AT/CAN 2019, col & bw, 30
music, sounddesign: Nick Kuepfer, voice: Elizabeth Anka Vajagic, voice recoding, soundmix: Steve Bates, supported by: iff Innovative Film Austria, CINE ART Styria, Wien Kultur, distribution: sixpackfilm
Approaching the mysterious, inaccessible realm via the few traces that are currently available. At the same time, revolving around the desolation and devastation that humans have left in their treatment of it. Michaela Grill devotes herself to these two tasks in Antarctic Traces, a splendid, thoroughly composed study of the most mysterious of all continents, or rather, the supplements of it that are accessible. For one, there is the rough landscape of the coast of South Georgia, a group of islands located off of Antarctica, which Grill examines in what are mainly still frames. For another are the (largely black-and-white) archive images in which the thematic focus of the film, the history of whaling since the late nineteenth century, are historically embedded. And there is also a narrative elaborately woven from numerous literary sources, spoken from off screen and interlaced with subtle sound inserts, that allows this highly abject episode in humanity´s exploitation of nature to become present: the industrial slaughter of seals, sea elephants, and primarily whales until into the 1970s, which took its brutal course in the waters of the south Atlantic. In an alternating rhythm of still images, minimally moving pictures, and individual camera pans, Antarctic Traces divulges a mosaic-like tableau of a „dead, chilly world“: glaciers, skeletons, industrial ruins, and rusted ships bear witness to the uncompromising eagerness for power of the „whaling industry.“ Presently populating the landscape of „scarred“ wasteland are penguins and seals as hangers-on who just won´t die. As a whole, Antarctic Traces creates a disturbing portrait of a deadly peace that humans have caused in a remote area of the earth and seas. Traces of a ruinous freedom, which is profoundly rooted in nothing. (Christian Höller)
Antarctic Traces reflects on the history of human activities on South Georgia, Antarctica. Sealing and whaling can be seen as exemplary ways how humans deal with nature (to this day). I am interested to investigate what nature looks like after human exploitation and explore the physical (industrial) ruins as well as the void we have left behind. (Michaela Grill)
Diagonale Graz/A, Festival International du Film sur l’Art Montreal/CAN, Gijon Int. Filmfestival/E, London International Filmfestival/UK, Jihlava Int. Documentary Festival East Silver market/CZ, Rome Independent Filmfestival/I, Geofilmfestival Padua/I, International Nature Film Festival Gödöllö/H, Universal Film Festival Kansas City/USA, Rovereto DOC Fest/I, Human-Environment Care Film Festival Pickering/CAN, Box Short Film Festival Tehran/IR
MUMOK Museum of Modern Art Vienna/A, blaugelbe Gallerie Zwettl/A, Vancouver Maritime Museum, Vancouver Aquarium, Museum of Contemporary Art Belgrade/RS, Kino klub Split/HR, Austrian Embassy Manila/PHL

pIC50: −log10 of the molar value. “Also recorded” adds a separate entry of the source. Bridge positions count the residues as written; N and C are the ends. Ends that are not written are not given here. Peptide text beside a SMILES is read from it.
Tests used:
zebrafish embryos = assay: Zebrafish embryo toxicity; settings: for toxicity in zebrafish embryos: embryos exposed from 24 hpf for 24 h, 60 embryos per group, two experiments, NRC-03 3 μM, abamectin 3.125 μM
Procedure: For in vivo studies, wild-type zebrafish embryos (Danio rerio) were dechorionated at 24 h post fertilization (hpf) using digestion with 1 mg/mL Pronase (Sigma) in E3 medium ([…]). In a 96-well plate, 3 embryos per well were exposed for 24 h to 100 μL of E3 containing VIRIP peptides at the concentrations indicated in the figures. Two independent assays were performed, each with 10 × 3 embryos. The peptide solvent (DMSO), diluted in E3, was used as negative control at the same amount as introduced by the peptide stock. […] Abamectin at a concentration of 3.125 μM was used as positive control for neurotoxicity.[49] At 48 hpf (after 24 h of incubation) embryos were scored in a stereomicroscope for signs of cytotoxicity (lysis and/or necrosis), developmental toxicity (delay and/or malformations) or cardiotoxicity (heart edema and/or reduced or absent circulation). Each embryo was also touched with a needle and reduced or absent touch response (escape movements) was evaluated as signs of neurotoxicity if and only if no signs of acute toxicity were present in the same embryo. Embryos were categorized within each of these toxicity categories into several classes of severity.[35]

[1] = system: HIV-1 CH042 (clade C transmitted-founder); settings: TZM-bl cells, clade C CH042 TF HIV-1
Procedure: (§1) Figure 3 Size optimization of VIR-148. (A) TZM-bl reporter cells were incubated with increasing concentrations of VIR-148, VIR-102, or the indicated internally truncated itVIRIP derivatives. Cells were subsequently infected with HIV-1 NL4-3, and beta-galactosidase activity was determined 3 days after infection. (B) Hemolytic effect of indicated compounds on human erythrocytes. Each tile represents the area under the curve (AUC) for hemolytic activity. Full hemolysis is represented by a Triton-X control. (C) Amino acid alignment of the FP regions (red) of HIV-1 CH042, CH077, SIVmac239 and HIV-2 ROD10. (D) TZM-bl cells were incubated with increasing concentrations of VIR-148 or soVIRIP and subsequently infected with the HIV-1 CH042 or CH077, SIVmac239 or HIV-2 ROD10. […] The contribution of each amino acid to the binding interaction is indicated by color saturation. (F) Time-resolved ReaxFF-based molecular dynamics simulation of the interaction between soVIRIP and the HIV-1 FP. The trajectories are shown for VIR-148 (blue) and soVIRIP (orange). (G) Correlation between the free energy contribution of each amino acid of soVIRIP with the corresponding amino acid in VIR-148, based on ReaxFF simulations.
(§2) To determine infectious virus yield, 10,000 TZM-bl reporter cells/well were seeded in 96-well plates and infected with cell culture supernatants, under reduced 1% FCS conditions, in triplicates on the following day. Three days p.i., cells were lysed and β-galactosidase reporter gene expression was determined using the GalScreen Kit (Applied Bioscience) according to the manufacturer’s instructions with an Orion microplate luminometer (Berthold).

Best Cinematography at Universal Film Festival in Kansas City/USA
Special Achievement Award for Best Movie at Geofilmfestival Padua/I
nominated for Best Short Documentary at Human-Environment Care Film Festival Pickering/CAN
Review on www.thedreamcage.com
Steve Taylor-Bryant gets angry watching Antarctic Traces, directed by Michaela Grill, on this weekend at London Film Festival…
Exploring parts of Antarctica through literary sources and the history of the whaling industry to illuminate the void left behind after human exploitation
The above synopsis sounds intriguing and is what drew me to Antarctic Traces in the first place and, whilst it states that the whaling industry was a big part of the film, I was in no way prepared for the demoralising, soul crushing hatred I would have for the human race when the films credits ran. It’s not often I finish watching something with my broken heart so full of hatred to my fellow man but when Antarctic Traces was over, I just wanted to physically attack those in the whaling industry and treat them like the glorious creatures had been treated by them. And I would know how to because the acts of depraved butchery were described in painfully minute detail by narrator Elizabeth Anka Vajagic.
The film started with beautiful imagery of Antarctica and I was maybe expecting some poetic rhetoric over the top, something from Cook’s diaries or the like, something about exploration and human growth through knowledge. Wrong. From almost two minutes in I was made uncomfortable by the barbaric acts being described as the images of snow topped mountains and sleeping seals turned to rusty and broken whaling stations and unnerving percussion sounds that made me feel like I was there, part of the machinery of death. This is not a slight on Michaela Grill’s film at all, just a sad indictment of humanity. I found Grill’s film heart-breaking and barbaric and yet so vital I want the bloody thing shown in schools so the children understand how despicable grownups can be and that we can maybe raise a less cruel generation.
Antarctic Traces is stomach churning journey through a small part of human history that will leave you emotionally drained. I was thankful it was a relatively short film, clocking in around the half an hour mark, as I think any longer, and I may have to have stopped watching as my soul was being crushed. It is a film that should be a must see, an educational tool, but honestly it is so brutal on the senses that you need an iron heart to watch it. Get an iron heart. Watch Antarctic Traces. Get off your arses and make sure humanity is never this barbaric again.
Review by Maria Chiara De Pasquale on www.greenreport.it